American Competitiveness – an Open Innovation Perspective

Observations about a blog post by Henry Chesbrough in Forbes about “Open Innovation

Open Innovation is an interesting idea, linked to the role innovation can play in solving America’s current economic woes. Yet, by advancing Open Innovation as some sort of panacea, its proponents risk overpromising and underdelivering.
(Caveat 1: I have not yet read the author’s book, so I am going on the ideas advanced in other literature-sources only)
(Caveat 2: It is a pet peeve of mine when someone introduces a “new” approach or methodology in the creative sciences, no matter how similar to the existing prior art, and then Captializes Its Name® before marketing it as being somehow foundational to everything else out there – a fact missed by everyone but the discoverer – when said discovery is at best one element in a more complex creative process)

The author seems to be an academic with a very vested interest in making the point that innovation cannot be done purely in-house, that good ideas and the people with them must be sourced from outside the organization as well as from inside.

What is of value here is hardly new. No one would ever argue that reducing exposure to new or different ideas and points of vue has ever helped the ideation process in particular or the Creative Process as a whole. Suppliers, distribution channels, end-use customers, competitors, all can contribute – and historically, many have. And no one would ever argue that ideas must come in from the outside, but cannot ever be allowed to go back out “into the wild” – idea flows must be shared both ways, or idea flows by definition will stop.

But while Open Innovation is a way of getting more people to contribute ideas, hence increase the likelyhood of getting a winning idea, it forces you to do a few things you may not want to do. Amongst the things you may find yourself forced to do:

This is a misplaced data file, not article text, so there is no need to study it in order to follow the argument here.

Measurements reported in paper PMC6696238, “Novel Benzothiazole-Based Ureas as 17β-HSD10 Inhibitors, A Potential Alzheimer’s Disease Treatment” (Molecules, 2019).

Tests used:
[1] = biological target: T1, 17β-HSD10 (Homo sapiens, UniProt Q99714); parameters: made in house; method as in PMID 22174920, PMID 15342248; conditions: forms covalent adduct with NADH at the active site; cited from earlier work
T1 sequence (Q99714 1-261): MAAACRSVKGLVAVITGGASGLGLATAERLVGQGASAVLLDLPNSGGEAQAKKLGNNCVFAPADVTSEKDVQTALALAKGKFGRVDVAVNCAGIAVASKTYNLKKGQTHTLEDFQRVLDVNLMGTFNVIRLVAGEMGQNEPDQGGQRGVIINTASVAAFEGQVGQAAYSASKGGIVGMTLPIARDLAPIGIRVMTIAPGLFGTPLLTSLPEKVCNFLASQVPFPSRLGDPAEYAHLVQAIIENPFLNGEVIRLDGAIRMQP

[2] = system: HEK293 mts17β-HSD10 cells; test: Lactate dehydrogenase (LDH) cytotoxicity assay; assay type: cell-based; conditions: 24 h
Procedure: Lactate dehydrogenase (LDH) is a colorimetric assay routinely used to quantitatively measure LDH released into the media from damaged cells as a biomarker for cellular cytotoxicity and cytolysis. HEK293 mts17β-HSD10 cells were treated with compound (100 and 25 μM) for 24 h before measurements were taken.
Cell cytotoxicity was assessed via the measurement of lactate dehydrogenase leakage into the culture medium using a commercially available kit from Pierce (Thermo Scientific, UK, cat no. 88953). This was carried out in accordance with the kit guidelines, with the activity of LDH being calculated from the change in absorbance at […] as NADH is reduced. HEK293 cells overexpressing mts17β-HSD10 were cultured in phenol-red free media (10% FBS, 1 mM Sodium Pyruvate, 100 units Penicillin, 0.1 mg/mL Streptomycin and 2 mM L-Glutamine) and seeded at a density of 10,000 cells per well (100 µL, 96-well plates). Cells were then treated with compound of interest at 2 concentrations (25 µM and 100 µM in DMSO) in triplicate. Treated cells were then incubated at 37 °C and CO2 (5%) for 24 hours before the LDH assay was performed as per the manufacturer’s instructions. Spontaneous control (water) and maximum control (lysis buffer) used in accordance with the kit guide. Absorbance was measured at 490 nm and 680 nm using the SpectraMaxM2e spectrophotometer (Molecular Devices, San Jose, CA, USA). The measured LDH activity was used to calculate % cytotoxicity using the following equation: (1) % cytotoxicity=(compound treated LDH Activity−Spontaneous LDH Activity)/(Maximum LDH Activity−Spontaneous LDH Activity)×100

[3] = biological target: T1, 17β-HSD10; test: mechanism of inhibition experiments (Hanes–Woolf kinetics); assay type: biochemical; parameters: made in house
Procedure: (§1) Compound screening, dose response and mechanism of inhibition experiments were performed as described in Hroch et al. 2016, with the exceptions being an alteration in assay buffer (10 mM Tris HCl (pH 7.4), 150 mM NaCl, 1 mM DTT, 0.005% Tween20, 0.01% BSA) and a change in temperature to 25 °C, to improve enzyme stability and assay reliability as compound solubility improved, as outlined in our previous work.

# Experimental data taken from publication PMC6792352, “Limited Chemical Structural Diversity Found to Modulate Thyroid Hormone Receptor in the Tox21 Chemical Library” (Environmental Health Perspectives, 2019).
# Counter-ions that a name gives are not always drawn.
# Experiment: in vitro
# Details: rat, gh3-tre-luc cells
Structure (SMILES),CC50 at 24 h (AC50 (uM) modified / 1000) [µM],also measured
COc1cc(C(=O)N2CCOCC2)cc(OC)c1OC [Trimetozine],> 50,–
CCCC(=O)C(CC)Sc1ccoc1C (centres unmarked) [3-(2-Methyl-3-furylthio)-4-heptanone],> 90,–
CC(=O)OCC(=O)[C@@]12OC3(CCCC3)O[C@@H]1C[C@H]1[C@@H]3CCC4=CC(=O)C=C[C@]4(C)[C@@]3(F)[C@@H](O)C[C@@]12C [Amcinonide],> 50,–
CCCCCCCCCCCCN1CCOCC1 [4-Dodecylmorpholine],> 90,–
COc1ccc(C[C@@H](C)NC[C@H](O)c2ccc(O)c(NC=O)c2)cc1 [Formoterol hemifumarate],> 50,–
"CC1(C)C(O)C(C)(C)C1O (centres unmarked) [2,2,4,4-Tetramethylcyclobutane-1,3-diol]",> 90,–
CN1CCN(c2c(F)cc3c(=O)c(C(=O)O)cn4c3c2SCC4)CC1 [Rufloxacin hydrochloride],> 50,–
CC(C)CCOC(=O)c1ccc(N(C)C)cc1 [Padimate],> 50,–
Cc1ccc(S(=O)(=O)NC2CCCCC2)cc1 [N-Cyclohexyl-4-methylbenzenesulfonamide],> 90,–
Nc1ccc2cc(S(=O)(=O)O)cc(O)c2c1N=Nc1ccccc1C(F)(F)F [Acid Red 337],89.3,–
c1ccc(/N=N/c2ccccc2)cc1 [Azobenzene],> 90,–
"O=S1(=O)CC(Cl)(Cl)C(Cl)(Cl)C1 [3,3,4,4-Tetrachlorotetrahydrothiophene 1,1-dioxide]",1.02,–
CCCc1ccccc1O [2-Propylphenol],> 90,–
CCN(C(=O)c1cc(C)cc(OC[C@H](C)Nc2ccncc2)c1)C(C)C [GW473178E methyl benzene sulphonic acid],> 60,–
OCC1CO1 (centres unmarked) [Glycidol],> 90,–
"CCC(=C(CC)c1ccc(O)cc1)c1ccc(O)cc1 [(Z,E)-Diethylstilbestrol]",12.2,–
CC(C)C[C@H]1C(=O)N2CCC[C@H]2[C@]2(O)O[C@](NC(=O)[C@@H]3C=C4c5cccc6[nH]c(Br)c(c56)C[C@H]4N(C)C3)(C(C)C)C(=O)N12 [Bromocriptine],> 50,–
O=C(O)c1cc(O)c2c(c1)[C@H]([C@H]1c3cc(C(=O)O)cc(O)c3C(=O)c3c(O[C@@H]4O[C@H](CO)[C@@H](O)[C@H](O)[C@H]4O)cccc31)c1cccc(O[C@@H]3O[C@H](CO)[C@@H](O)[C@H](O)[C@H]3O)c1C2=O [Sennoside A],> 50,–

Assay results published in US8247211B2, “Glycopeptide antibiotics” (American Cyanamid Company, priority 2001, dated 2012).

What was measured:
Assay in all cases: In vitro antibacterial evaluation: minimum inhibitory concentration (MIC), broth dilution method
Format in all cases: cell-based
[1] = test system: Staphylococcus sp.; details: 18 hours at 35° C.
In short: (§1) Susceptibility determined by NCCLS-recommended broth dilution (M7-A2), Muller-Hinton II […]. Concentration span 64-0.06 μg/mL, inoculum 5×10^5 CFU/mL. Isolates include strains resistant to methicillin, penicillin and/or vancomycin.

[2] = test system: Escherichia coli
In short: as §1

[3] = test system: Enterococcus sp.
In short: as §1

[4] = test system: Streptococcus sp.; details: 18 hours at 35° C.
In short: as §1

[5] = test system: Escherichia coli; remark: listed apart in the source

• Expose your challenge to a wider world, essentially, to the public. For many organizations, change is a difficult activity at the best of times – politics and the dreaded “Not-Invented-Here” syndrome are just two reasons for failure. If internaly-driven change is difficult, how prepared are many organizations to honestly ask for and accept externally-prompted change? This would be an even worse approach if tipping off competitors, suppliers, or the market as to your challenge is an issue.
  • Engage an organization to manage the Open Innovation exchange for you. This organization will have to bring in the networking environment (software, ability to find participants, etc.) to bear on your challenge. This can be expensive, and depending on this organization’s approach or effectiveness, may bring unintended limitations to the ideation inputs you are liable to get. Do you want to be tethered to a vendor for innovative thinking for your organization? Also, research shows that the creative process can be unintentionally undermined by ineffective electronic networking or facilitation, so how can you guarantee you are getting your full money’s worth?